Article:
One of the most difficult conversations to have is with a parent, grandparent or elderly spouse who has – through aging or age-related losses – become a danger to others on the road is the “give-up-the-car-keys” conversation. In the U.S.A., we have a deep emotional attachment to driving. Driving equals freedom. When the elderly consider this loss of independence, particularly in rural and sub-urban areas where good public transportation is lacking, they will resist giving up the keys even when they recognize their own physical or mental barriers to safe driving (which they often don’t). When this happens, what is a son/daughter/spouse to do?
First, let’s be clear on the legal duty. The family member of an elderly person who may be unfit to drive has no legal duty – or even the right — to take the keys away (unless they have legal guardianship of the elderly person). But family members have the right – but not the duty — to report the elderly family member’s suspected inability to safely drive to the Department of Motor Vehicles (DMV). From there, DMV will take over.
But should you snitch on grandma?
Some family members of elderly drivers hope to get the elderly loved one’s physician to do the dirty work for them. They bring mom or dad in to his or her physician, who may examine the patient and determine that indeed they are not fit to drive. But even if the doctor finds the patient to be blind as a bat, or unable to move his arms, or suffering from severe Alzheimer’s, the physician cannot report this to the DMV without his patient’s consent. The patient-physician confidentiality rule prohibits the doctor from disclosing this information to anyone without his patient’s consent. The physician can report it only with the patient’s consent, but many patients who should not be driving won’t consent.
On the other hand, the physician must warn a patient that he or she should not be driving, and should try to convince the patient to allow the physician to call the DMV. The physician is a good family resource to help convince the elderly driver it is time to “give it up”. But again, the physician cannot make that call to the DMV without the patient’s consent.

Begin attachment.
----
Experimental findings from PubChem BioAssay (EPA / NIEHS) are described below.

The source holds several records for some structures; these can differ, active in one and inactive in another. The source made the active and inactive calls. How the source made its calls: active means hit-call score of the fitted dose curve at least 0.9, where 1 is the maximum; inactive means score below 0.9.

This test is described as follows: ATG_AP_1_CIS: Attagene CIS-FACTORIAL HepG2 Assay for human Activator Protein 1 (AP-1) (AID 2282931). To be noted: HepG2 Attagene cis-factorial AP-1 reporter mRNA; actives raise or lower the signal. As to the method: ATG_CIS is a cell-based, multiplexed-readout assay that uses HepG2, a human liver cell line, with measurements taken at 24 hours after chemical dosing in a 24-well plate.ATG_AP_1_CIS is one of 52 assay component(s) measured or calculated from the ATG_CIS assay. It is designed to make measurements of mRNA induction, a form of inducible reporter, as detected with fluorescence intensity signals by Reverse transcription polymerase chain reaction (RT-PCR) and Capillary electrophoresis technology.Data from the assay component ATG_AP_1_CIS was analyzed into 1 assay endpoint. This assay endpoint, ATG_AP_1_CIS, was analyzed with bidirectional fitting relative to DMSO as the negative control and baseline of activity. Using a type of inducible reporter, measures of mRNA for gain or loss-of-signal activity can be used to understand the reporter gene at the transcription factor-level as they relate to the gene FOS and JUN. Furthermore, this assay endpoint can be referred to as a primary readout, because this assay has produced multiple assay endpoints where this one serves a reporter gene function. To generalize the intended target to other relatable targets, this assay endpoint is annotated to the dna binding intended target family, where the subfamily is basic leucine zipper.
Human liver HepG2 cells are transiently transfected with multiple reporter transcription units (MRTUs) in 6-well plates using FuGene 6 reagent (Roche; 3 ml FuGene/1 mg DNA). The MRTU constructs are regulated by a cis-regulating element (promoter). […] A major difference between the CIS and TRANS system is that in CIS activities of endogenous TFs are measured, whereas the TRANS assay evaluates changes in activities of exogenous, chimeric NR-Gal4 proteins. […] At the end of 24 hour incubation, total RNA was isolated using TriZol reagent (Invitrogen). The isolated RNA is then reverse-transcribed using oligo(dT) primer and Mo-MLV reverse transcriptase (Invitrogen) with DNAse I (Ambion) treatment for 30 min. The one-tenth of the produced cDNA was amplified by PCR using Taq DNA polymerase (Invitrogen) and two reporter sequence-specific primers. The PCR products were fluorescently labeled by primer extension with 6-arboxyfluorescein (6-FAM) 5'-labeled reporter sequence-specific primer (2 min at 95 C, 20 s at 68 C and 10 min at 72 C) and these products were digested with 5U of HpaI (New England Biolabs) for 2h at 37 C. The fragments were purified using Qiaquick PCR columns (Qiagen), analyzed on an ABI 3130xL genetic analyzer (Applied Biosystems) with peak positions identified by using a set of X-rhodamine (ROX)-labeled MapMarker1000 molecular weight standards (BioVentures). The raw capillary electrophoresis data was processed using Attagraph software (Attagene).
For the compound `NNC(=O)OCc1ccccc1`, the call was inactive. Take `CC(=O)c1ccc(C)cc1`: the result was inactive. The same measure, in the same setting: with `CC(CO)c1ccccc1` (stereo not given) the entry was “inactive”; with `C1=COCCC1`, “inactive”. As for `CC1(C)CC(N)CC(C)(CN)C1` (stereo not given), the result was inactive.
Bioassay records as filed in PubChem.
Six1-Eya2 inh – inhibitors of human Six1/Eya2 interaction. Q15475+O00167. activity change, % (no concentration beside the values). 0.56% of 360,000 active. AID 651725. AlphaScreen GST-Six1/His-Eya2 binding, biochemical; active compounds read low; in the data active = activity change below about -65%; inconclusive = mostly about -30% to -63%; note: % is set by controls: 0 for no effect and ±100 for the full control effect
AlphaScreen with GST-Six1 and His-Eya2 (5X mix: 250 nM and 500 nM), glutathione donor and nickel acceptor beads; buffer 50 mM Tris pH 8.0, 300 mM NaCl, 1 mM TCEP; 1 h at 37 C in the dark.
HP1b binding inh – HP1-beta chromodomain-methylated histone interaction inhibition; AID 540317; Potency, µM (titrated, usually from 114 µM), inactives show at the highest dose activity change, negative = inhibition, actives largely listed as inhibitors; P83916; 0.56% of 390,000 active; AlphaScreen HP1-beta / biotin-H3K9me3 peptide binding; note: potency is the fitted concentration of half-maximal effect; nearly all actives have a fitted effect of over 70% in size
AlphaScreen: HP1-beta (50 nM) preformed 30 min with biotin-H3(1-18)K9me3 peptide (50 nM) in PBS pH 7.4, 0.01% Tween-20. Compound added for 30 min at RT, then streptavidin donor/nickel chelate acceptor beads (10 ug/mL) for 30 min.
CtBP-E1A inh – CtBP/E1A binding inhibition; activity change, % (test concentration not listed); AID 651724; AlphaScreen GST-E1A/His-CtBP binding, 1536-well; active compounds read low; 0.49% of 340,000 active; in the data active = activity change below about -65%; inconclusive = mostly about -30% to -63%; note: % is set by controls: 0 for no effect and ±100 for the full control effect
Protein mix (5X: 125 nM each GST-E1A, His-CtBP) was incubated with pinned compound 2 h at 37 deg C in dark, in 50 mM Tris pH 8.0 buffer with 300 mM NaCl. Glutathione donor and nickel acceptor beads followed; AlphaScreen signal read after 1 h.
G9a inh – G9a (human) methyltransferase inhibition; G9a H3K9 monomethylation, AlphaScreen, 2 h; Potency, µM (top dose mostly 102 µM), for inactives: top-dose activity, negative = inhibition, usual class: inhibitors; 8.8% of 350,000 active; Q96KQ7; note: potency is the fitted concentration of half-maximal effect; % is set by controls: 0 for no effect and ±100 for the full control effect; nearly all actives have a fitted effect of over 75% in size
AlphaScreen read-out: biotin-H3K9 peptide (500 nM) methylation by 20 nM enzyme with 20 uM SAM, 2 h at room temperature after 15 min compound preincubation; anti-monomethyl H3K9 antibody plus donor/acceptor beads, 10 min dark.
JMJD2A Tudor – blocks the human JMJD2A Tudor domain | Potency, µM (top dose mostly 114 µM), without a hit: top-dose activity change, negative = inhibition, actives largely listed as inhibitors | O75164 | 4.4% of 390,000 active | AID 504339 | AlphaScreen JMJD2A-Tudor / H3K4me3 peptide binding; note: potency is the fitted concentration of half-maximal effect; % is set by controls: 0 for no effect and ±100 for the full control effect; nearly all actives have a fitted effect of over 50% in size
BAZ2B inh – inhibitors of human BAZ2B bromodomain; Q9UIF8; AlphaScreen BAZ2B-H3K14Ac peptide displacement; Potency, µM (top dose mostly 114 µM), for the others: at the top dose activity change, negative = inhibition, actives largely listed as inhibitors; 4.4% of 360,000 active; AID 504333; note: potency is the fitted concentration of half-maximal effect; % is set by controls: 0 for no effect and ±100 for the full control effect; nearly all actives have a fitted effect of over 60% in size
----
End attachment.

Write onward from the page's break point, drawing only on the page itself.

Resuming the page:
Let’s be clear: Almost anyone EXCEPT the driver’s physician can report a suspected “lack of qualification to drive” of any driver to the DMV, but generally the only person who is required to report this to the DMV is the person the least likely to do so: the elderly driver himself!
So if the elderly loved one refuses to report him or herself, or to give up his or her keys, what is the family to do? It’s a tough decision for a son, daughter or spouse to make: Do you “blow in” your beloved but incapable driver into the DMV? Do you have an ethical duty – if not a legal one – to protect the public from this aging roadway menace?
In our view, yes, you have that moral obligation, even though there is no corresponding legal duty to do so.
Once you screw up the courage and do it, New York’s Vehicle & Traffic Law 506 provides that, if the DMV has “reasonable grounds to believe that a person holding a license . . . is not qualified to drive a motor vehicle, the commissioner may require such person to submit to an examination to determine his qualification”.
One more thing to know: Although family members cannot be held liable for injuries caused by the elderly driver who drives his or her own car, family members — or anyone else — can be held liable for giving permissive use of their car to the elderly driver.
Thank you for protecting all of us – and your elderly family loved one, too — from harm.
Email me at: firstname.lastname@example.org I’d love to hear from you!
Syracuse NY Automobile Injury Lawyers
Michaels & Smolak, P.C.